The next mold making material I used was Sculpy. I have arthritis in two fingers so splurged on 'mold making' sculpy softener along with the large white block so I wouldn't have to condition (knead) it so much.
I cut a piece of each in this proportion; 1/4 conditioner, 3/4 sculpy. ONLY use this for making molds. It's too squishy to use in molds and will get stuck permanently in small areas.

The toxicity of sculpy hasn't been cleared up in my mind. When I bake it I have the toaster oven in front of the window with a fan blowing all fumes out of the house or, better still, put the toaster oven outside when baking it. Also, pick up a used toaster oven at the thrift store and only use it for sculpy-not for food.

Adding the softener made it very easy to condition. It took the matrix with deep relief. There was slight distortion of the mold as I removed it. This material has little shrinkage but must be cooked/cured completely.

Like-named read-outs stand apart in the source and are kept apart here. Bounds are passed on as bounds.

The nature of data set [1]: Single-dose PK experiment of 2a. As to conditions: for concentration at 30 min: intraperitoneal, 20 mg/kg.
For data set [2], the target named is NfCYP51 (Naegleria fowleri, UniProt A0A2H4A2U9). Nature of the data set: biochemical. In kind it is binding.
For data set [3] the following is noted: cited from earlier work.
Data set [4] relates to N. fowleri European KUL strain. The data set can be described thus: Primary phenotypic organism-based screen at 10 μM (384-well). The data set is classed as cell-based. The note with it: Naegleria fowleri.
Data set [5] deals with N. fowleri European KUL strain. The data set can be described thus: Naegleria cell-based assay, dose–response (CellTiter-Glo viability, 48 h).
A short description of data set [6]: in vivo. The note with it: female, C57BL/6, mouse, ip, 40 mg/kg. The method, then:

So with my 3/8" thick molds I cooked it in two sessions at 275 degrees for 20 minutes each. I think this won't be such a good mold for plaster as the silicon but we'll see. Next, I'll try each mold and share what I've learned.

Here's a great website for polymer clay.

Tuesday, November 1, 2011

I just met Mary Nohl

Mary Nohl spent her life making things. Angela Recada wrote recently about a visit to Mary's former home and shared photos of the outside garden and a link to her book.

Mary died in 2001 but her home and work is now part of a foundation (even if it isn't open for visitors). I was unaware of this inspiring artist. Her work and life remind me of all the people who can't NOT make things even if they don't sell them in some gallery or make a living at making. Her work is joyful. Angela has included a video of Mary Nohl in an interview. Go here to see photos and a video of her work.
Thank you, Angela!